Valley News – Jim Kenyon: Lebanese schools may run out of excuses to keep campus cop


Any hopes by the Lebanese school board that this would be a quiet, uneventful summer ended last week when the American Civil Liberties Union of New Hampshire entered a battle over whether an armed police officer should continue to patrol the hallways of the city’s schools.

In a letter to the nine-member board, Gilles Bissonnette, the ACLU’s legal director, challenged the board’s claim that a citywide vote in March to “terminate the school resource officer program” was non-binding and advisory only. Out of a tally of 811-650, 56% of voters supported the warrant article that was petitioned to vote.

However, unlike 2021, when a similar warrant article was passed by just five votes, the March vote did not include “non-binding” language, Bissonnette pointed out in his letter. (A sample 2022 ballot on the city’s website fails to mention that the vote is non-binding.)

“If the board believes that its constituents’ votes are not binding, we request a formal, written statement of the validity of that belief,” Bissonnette wrote. “At the very least, the board should vote on whether to ignore the warrant article. The voters in Lebanon deserve this information to understand and evaluate the position of the school board.”

On Friday, School Board Chairman Richard Milius informed me that the ACLU letter is now in the hands of the Drummond Woodsum School District Attorney, a firm in northern New England.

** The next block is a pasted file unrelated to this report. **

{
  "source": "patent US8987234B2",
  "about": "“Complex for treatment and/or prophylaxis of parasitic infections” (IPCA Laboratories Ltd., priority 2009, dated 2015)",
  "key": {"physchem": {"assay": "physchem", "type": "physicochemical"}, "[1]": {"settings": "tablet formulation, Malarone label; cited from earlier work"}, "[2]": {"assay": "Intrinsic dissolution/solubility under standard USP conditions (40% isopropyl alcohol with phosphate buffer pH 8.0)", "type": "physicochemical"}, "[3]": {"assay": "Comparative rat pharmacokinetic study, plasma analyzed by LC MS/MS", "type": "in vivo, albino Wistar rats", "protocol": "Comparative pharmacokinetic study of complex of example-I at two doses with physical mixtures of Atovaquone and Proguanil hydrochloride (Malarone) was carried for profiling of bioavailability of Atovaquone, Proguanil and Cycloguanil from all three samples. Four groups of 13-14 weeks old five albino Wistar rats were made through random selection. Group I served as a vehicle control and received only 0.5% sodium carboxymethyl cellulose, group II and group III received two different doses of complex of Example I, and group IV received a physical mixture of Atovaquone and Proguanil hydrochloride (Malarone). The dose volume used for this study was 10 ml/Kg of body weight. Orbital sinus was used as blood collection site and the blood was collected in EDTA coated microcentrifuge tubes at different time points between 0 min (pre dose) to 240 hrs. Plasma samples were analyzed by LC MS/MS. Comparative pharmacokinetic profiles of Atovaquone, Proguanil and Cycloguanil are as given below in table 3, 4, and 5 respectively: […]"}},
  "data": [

After the company reviews the letter, its response will be released quickly, Milius said. “It’s not just about us and the ACLU,” he said. “That interests a lot of people.”

If the ACLU is found to have firm legal standing, board members and others who believe a police presence is necessary to keep the schools safe may not hold out for much longer.

Why is this?

In April, the board voted 5-4 to continue the position of school resource officer, better known as SRO, through at least February 2024.

Renee DePalo, who was elected to the board in March, was among the most vocal supporters. But DePalo resigned in June after leaving town.

Her replacement, Wendy Hall, will be the likely alternate vote. Hall, who previously served on the board for six years, including two as chair, did not seek re-election in 2021.

Halle could not be reached for comment on Friday.

Proponents of police reform and racial justice have been trying for two years to eliminate the SRO position, which costs Lebanese taxpayers $120,000 a year.

A group called the Lebanon High School Students of Color Collective, which has met regularly to talk about racial issues since 2016, joined the effort more than a year ago. In a 2021 letter to the board, the students wrote that they “reject the concept of the police having an active day-to-day role in our schools. Police officers are not trained to deal with traumatized students.”

The school district hired a social worker for the upcoming school year. But if school officials thought this would appease SRO opponents, they were wrong.